MR. MUKHERJEE: So far, Government of India is concerned, more action will be taken by the government -- will depend on the response which we have from the Pakistan authorities. We have given (inaudible) and expecting the response. After obtaining the response (inaudible), the government will consider it necessary to protect its territorial integrity, sovereignty and security of the -- of its civilians, government (inaudible). Thank you.

SECRETARY RICE: The response of the Pakistani Government should be one of cooperation and that – and that is what we expect, and we have been sending that message. In all responses, whether they are responses of governments around the world or the response of the Indian Government, the goal should be to make certain that the investigation gets to the bottom of what happened, that the perpetrators are brought to justice, and that there is enough information and a depth of understanding so that an effort can be made to prevent further attacks.

The hard thing about terrorism is that it’s not (inaudible) law enforcement-- it’s not a matter of waiting until a crime is committed and then you punish the perpetrators. The long pole in the tent, the effort, has to be to prevent. And that is what we are going to help India, and others are going to help India, and we believe Pakistan has an essential role to play in this to make certain that these terrorists cannot continue to operate and operate in this fashion.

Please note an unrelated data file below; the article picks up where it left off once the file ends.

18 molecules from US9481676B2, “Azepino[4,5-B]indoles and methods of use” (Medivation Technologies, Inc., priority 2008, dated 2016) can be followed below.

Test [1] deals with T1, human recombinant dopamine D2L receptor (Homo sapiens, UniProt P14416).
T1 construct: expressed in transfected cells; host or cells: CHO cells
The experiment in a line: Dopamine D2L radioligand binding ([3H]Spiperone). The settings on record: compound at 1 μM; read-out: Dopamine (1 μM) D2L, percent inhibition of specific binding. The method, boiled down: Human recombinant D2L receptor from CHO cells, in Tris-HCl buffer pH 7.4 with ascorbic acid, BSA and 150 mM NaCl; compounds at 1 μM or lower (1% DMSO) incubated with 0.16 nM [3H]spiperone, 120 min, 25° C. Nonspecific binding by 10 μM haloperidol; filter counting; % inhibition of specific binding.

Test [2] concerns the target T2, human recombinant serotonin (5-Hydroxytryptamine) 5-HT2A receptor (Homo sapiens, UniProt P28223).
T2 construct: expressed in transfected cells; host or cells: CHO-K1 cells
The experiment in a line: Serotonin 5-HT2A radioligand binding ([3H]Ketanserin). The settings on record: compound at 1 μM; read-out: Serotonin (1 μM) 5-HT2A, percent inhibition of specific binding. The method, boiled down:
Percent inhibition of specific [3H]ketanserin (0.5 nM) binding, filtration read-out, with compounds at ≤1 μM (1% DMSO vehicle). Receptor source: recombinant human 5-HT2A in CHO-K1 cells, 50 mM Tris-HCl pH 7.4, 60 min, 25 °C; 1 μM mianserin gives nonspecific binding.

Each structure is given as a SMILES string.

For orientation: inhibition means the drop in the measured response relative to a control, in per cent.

Any response needs to be judged by its effectiveness in prevention, and also by not creating other unintended consequences or difficulties, that we are going to work very closely over this time. And as I said, we’re focused with India on both bringing the perpetrators to justice and on preventing further attacks. And I just want to underscore again, Americans were killed in this attack as well, so it’s especially concerning the United States.

MODERATOR: I solicit your cooperation. Kindly restrict yourself to one question.

MR. MCCORMACK: Next question, Anne Gearan with Associated Press.

QUESTION: Anne Gearan, AP, a question to each of you. Madame Secretary, can you be more specific when you say that this attack was different and you’re asking for a different kind of response from India and Pakistan, what specifically about it tells you that it’s distinct from previous terror attacks? And do you see the hand of al-Qaida anywhere in it?